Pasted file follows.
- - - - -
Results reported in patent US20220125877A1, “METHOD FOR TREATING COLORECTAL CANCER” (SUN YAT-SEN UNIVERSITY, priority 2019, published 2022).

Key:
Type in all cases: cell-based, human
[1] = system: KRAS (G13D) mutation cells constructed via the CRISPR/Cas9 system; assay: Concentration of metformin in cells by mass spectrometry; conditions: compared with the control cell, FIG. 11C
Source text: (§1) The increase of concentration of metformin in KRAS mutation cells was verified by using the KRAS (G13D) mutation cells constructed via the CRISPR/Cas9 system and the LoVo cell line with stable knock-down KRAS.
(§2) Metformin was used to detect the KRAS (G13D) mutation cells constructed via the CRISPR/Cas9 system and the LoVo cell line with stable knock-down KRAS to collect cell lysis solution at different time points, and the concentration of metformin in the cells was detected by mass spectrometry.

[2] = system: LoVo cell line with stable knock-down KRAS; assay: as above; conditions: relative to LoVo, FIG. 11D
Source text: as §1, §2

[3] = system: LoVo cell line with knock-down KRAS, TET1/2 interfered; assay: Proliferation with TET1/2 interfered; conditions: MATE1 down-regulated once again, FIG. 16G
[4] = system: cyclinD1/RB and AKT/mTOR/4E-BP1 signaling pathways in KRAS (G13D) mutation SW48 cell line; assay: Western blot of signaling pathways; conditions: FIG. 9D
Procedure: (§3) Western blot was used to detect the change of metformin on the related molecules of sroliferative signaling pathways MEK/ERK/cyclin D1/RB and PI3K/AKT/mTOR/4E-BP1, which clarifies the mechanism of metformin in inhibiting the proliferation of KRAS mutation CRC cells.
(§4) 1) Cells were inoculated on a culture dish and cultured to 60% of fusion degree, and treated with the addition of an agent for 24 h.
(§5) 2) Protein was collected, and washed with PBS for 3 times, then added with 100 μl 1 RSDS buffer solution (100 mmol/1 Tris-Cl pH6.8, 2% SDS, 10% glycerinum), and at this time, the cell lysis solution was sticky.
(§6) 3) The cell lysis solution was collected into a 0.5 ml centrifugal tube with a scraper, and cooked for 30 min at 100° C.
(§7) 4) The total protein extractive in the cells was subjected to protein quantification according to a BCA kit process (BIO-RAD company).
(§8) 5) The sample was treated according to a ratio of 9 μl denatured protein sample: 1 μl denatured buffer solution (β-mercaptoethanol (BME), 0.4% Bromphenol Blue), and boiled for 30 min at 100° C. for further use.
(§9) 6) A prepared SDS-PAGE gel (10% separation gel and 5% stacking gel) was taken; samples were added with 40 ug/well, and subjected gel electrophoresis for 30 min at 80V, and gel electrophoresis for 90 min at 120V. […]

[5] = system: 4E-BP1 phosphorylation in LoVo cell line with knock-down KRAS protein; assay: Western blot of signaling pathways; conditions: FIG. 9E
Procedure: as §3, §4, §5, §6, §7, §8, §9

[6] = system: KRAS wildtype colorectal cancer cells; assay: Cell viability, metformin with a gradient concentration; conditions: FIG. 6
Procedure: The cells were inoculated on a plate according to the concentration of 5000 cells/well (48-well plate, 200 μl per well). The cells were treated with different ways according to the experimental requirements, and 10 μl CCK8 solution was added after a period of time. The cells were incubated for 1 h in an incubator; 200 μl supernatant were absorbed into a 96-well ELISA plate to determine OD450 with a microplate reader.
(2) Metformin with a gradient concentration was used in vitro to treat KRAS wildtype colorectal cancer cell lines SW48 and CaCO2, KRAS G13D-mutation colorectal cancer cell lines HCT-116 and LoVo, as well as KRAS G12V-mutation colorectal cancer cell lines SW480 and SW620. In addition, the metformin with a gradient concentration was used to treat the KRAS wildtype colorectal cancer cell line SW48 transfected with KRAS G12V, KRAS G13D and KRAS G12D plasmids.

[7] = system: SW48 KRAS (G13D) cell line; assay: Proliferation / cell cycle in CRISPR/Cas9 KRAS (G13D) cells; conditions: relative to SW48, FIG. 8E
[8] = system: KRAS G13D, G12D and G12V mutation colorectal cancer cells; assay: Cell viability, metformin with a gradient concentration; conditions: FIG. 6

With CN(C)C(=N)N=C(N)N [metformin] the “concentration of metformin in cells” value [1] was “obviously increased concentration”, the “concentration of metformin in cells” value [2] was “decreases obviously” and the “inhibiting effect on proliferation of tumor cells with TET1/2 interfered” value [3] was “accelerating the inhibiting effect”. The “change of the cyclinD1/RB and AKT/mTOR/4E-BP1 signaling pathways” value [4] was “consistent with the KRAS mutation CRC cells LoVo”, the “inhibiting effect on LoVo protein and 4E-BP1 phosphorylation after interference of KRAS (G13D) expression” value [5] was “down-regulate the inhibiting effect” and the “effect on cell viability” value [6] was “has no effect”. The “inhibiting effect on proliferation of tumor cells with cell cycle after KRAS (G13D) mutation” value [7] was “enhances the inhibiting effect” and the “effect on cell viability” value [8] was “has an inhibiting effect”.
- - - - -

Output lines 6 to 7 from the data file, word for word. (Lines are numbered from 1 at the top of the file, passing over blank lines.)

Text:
(§2) Metformin was used to detect the KRAS (G13D) mutation cells constructed via the CRISPR/Cas9 system and the LoVo cell line with stable knock-down KRAS to collect cell lysis solution at different time points, and the concentration of metformin in the cells was detected by mass spectrometry.

[2] = system: LoVo cell line with stable knock-down KRAS; assay: as above; conditions: relative to LoVo, FIG. 11D